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My first Finnish Christmas My first Finnish Christmas
by Asa Butcher
2006-12-27 08:08:07
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Six years ago I celebrated my first Christmas in Finland with my future wife and her family. It was the first time that I had been away from my family at Christmas, so the emotions were running high and also the nerves because I really didn’t know what to expect. I tried to avoid comparing traditions to England, but the very fact that December 24th is the main day was too much.

Six years on and I have celebrated three Christmases with my in-laws and every year it gets better. I have relaxed into their traditions, accept the cultural differences and always suggest that they just try turkey one year. The birth of my daughter has added a new dimension to the day and the growth of my Finnish also allows me to participate more in the laughter.

Anyway, following my first Finnish Christmas I wrote an article for a college magazine and I thought it would be interesting to republish it (unedited) on Ovi today. The piece was written in 2002, so some of the facts may have changed, like my approach to a Finnish Christmas. Either way, I hope you enjoy reading some classic Asa and have a very merry Christmas wherever you are,

Hyvaa Joulua!

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Why was I so nervous about Christmas? Could being away from my family for the first time and participating in my first Finnish festivities arouse such turbulent butterflies within my stomach. Perhaps it was the insanity of celebrating a day early on Christmas Eve, my brain was at a loss and my common sense floundered.

Päivi, my fiancée, had briefed me on all the key points of a traditional Christmas day in her homeland and I had even spent two solid weeks learning essential festive vocab; my head was beginning to hurt with too much information. I just wanted it all to begin and like a child it took forever to fall asleep.

Silently it had filtered into our room as we slept, moving closer and closer until it was gently tickling our noses and it smelled delicious. Never before have I awoken to a ham cooking but what a start to the day. As we emerged there was an offering of riisipuuro, a rice pudding containing mixed fruits, cinnamon and one lucky almond; I declined in favour of a simple coffee.

As the clock approached midday I was ushered into the lounge where the family were watching the television. On the screen was a broadcast from Finland’s former capital, Turku, where the Chief Executive, Paavo Heinonen, read out the Proclamation of Christmas Peace, which was followed by one minute of silence and finally the singing of the National Anthem in both Finnish and Swedish. I was amazed at the substantial crowd who had turned out to listen and participate in the proceedings despite the minus temperatures.

Immediately the day stepped up a gear as the announcement came that the arrival of the 8ft real fir was imminent. The tree, which had been masterfully picked out and cut down by Paivi's father, was now ready for decoration. I have struggled in the past to decorate an artificial tree, but when you are being spiked, have very few decorations and have an aesthetically obsessed fiancée by your side it becomes slightly harder. Despite all this it looked the business and only encouraged the family cat to attack low-bearing baubles.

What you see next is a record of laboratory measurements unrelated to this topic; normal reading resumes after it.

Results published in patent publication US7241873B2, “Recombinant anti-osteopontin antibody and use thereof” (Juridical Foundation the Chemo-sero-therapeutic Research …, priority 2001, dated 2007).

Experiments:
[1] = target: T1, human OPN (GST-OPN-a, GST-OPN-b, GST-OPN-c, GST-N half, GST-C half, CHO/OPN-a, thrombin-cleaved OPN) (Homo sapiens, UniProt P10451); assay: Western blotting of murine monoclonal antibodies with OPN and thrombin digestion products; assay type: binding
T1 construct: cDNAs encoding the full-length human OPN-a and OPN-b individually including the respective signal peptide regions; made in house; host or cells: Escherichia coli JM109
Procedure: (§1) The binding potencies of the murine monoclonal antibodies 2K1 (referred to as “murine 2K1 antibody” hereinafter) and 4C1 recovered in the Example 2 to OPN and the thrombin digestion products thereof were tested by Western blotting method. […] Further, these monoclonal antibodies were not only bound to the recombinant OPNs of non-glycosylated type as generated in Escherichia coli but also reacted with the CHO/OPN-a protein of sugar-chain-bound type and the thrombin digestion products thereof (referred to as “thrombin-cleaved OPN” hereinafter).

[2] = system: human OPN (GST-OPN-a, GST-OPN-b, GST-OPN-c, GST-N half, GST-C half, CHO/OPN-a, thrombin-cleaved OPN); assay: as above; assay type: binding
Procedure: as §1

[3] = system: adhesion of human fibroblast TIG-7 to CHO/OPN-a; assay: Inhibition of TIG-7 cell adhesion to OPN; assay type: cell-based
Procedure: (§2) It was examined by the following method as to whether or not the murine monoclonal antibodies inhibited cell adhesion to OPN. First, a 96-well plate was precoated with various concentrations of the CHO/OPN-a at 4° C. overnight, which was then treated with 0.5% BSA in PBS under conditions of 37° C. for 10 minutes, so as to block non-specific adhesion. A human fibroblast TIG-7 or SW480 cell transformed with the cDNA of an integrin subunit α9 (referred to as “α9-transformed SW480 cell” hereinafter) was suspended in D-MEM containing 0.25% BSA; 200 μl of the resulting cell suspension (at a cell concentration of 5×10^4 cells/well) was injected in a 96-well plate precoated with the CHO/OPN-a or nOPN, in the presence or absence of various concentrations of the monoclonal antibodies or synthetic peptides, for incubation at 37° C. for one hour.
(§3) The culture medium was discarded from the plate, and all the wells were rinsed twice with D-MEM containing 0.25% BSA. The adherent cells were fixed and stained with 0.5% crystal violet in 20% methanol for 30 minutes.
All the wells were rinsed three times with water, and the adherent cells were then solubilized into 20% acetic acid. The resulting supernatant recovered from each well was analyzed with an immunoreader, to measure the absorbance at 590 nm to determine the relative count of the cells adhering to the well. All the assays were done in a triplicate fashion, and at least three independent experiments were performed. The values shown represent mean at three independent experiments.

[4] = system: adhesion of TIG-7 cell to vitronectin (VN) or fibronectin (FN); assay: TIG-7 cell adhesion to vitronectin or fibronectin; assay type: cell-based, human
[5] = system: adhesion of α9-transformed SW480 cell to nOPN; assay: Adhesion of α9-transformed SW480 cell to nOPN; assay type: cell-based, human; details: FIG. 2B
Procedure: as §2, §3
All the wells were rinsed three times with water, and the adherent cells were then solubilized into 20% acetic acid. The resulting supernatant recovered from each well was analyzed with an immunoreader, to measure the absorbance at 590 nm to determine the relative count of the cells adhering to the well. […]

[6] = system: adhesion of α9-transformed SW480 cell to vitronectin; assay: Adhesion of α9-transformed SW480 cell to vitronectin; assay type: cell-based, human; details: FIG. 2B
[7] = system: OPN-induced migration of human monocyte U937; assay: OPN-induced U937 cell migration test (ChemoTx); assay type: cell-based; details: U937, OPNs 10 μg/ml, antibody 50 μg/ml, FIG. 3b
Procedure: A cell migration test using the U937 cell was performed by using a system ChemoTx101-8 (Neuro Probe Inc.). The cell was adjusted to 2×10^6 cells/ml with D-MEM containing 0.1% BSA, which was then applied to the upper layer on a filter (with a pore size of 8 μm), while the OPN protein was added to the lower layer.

Once the sun had hung his hat up it was time for a solemn part of the Finnish Christmas as we headed to the local cemetery. It is tradition for family members to remember the dead and to place a candle upon the grave of their deceased. My senses were overwhelmed at the simple beauty that hundreds of flickering flames in a dark, snow-covered graveyard can bring.

Out of the freeze and into the steam was next on our agenda and who was I to argue? Obligingly I grabbed the vihta, a small collection of birch branches, and liberally beat myself about the body with it, as the saying goes: ‘When in Rome.’ Hot, beaten, refreshed and holding a chilled alcoholic beverage I felt there was something still not complete with this Finnish Christmas.

It was one of those feelings that you just cannot put your finger on until the doorbell rings. Stood outside, by a sleigh straining with presents, was Joulupukki, the original Santa, all the way from Lapland. He was genuinely stood in front of me, dressed in the correct garb and handing over a sack load of gifts; my inner child burst out and I felt eight years old again.

Buzzing with excitement I sat down to a veritable feast, my future mother-in- law had lived up to expectations and delivered a superb Christmas dinner. Potato, swede, carrot and liver casseroles were on offer, mushroom salad, eight kilos of ham and a host of Finnish delicacies had been squeezed onto the table to quash my hunger that had been developing all day.

Finally it was time to open those presents that had been driving me crazy and, in an act of madness, I was handed the responsibility of distributing them. My composure remained cool and calm throughout, despite some criticism from Paivi's Grandma for giving her too many and struggling with some of the complex words scrawled upon the tags.

With wrapping paper torn off, food moving to my waistline and a glass of mulled wine in my grasp I tried to uncover why I had been so nervous over the past few days. Eventually my reasoning led me to the conclusion that I was just a big kid unconsciously worrying that Father Christmas would pass me by, again.

  
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